During Responsible Gambling Awareness Week the Victorian Responsible Gambling Foundation launched a new Responsible Gambling Guide. Designed as an easy to read resource that explores different kinds of gambling, dispels myths and provides tips for responsible gambling, the guide can be used by parents and educators. You can find more information, including the guide and associated fact sheets at Victorian Responsible Gambling Foundation website.
The assessment of EGM applications is an important duty of local governments for a number of reasons. The issues, concepts, regulations and procedures involved around gaming machines are complex, interrelated, unclear and contradictory. Provision of local policies and decision guidelines guide Council, the community and applicants in decision making. Applicants and venues may be unclear or have difficulty providing the right type of data that is credible and rigorous enough to enable a sound assessment by the responsible authority. Without relevant and rigorous information it is not possible for Council to establish whether an application will provide, on balance, positive benefits - as per the Planning and Environment Act 1987 - or whether the application, on balance, will not be detrimental to the community - as per The Gambling Regulation Act 2033.
The City of Ballarat Gaming Machine Community Policy
The City of Ballarat Gaming Machine Community Policy has been developed to ensure an appropriate balance is struck between providing access to Electronic Gaming Machines (EGMs) and their recreational benefits, and Council's broader responsibilities relating to community well-being and health.
Alternatively, copies can be obtained from Customer Service, The Phoenix Building, 25 Armstrong Street South, Ballarat.
The City of Ballarat Gaming Policy Framework
The Ballarat Gaming Policy Framework has been developed in response to changes to the State Planning Policy Framework that enables councils to have a greater input into decisions related to the location of electronic gaming machines. The City of Ballarat has prepared Amendment C154 to the Ballarat Planning Scheme. The amendment implements the Ballarat Gaming Policy Framework (2011). For full details of the Council resolution please email@example.com or contact the Strategic Planning Unit on 03 5320 5536.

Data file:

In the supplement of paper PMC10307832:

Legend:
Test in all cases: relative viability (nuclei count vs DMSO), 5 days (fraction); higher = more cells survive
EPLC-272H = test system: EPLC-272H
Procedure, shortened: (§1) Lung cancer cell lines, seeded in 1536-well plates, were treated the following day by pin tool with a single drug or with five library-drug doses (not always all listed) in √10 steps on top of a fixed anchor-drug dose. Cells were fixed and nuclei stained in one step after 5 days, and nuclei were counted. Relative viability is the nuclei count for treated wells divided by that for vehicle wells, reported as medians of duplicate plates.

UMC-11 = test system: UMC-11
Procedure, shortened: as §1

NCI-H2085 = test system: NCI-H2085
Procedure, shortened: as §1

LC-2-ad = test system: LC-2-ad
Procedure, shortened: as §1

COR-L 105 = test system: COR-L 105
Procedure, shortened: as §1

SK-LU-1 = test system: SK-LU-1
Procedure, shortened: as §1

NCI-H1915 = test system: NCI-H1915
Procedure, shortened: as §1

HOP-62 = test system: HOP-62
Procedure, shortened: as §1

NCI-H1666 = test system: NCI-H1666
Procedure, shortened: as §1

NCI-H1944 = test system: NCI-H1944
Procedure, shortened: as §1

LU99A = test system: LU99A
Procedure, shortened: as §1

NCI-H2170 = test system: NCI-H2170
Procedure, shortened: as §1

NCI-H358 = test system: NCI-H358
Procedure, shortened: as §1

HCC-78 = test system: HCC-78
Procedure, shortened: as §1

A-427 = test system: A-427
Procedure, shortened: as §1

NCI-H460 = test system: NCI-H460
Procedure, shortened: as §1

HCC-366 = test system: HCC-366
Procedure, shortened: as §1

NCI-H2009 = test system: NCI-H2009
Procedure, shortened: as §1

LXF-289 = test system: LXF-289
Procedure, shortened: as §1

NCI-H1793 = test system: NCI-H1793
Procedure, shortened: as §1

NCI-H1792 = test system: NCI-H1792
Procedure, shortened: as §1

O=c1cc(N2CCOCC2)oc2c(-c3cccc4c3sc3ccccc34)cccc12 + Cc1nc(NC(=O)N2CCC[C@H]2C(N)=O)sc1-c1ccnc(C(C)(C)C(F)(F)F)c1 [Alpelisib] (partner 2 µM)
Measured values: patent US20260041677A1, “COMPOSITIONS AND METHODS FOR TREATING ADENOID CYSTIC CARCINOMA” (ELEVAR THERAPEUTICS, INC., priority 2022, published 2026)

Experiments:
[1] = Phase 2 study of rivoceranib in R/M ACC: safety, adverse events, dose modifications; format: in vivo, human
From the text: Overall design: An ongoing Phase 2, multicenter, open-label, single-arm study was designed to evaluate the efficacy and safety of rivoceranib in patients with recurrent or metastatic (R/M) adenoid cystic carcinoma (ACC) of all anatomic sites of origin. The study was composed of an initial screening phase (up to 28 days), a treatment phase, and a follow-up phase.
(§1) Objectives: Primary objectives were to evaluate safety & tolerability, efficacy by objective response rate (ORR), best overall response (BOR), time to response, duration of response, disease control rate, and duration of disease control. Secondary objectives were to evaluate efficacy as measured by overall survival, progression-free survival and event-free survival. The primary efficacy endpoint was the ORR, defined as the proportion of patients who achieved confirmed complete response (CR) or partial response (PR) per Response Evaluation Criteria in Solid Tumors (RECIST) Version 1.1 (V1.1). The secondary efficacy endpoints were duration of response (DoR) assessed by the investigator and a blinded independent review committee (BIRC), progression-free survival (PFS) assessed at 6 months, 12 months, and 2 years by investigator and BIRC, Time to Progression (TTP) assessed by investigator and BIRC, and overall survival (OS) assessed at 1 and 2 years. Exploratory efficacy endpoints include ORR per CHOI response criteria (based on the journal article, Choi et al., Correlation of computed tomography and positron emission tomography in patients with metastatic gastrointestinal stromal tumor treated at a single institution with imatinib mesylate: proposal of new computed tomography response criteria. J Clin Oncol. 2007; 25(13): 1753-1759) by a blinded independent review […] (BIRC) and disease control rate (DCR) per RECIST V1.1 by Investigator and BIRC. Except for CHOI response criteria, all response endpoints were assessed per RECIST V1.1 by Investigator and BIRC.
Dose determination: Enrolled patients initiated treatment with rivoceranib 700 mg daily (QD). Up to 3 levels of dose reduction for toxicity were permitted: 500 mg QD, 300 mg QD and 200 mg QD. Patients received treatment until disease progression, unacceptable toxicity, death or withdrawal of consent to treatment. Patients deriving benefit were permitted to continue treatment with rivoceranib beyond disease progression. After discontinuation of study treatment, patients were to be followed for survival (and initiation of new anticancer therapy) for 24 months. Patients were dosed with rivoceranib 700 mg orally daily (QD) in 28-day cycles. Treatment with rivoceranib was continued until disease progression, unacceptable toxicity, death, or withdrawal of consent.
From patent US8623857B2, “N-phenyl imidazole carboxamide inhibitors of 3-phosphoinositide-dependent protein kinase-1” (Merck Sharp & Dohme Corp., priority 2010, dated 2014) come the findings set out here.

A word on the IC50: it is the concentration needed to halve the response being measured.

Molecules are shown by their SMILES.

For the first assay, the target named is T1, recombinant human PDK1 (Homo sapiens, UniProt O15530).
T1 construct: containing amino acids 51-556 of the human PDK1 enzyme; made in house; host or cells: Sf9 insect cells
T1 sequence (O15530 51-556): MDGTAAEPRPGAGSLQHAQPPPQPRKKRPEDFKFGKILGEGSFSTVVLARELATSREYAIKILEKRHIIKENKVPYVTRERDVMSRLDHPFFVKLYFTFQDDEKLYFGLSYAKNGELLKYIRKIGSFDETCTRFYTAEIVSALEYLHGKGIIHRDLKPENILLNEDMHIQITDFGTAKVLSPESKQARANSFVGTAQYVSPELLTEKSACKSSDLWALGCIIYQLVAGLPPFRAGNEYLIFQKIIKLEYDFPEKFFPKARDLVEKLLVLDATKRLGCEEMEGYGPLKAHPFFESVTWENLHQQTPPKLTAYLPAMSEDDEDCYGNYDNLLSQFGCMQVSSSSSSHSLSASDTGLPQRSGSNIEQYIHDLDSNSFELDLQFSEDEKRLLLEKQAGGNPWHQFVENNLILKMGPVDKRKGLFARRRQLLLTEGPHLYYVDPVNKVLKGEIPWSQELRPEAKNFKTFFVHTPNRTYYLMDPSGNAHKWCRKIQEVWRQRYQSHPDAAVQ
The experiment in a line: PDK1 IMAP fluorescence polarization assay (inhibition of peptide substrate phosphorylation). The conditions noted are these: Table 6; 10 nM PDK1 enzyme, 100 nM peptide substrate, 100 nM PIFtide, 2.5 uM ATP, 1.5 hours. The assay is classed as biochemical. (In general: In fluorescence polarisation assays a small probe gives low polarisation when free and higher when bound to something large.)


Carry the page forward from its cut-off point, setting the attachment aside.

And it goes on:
Ballarat Responsible Gambling Committee
The Ballarat Responsible Gambling Committee (BRGC) is a forum for discussion and exchange of ideas between stakeholders in the City of Ballarat, to identify issues and facilitate the development of strategies and initiatives to promote responsible gambling.
Membership is drawn from key representatives from agencies and organisations including community service organisations, local gaming venue representatives and community representatives.
The Committee meets four times per year to:
Encourage public discussion and debate which builds knowledge and understanding of local responsible gambling and problem gambling issues.
Facilitate and undertake local research to inform policy development and Council decision-making on gambling issues.
Collaboratively develop strategies and initiatives to minimise harm and to promote responsible gaming/customer care practices.
Facilitate linkages between gaming venues and community organisations to maximise community benefits from gambling.
Advocate for and recognise best practice in responsible gambling at venue level.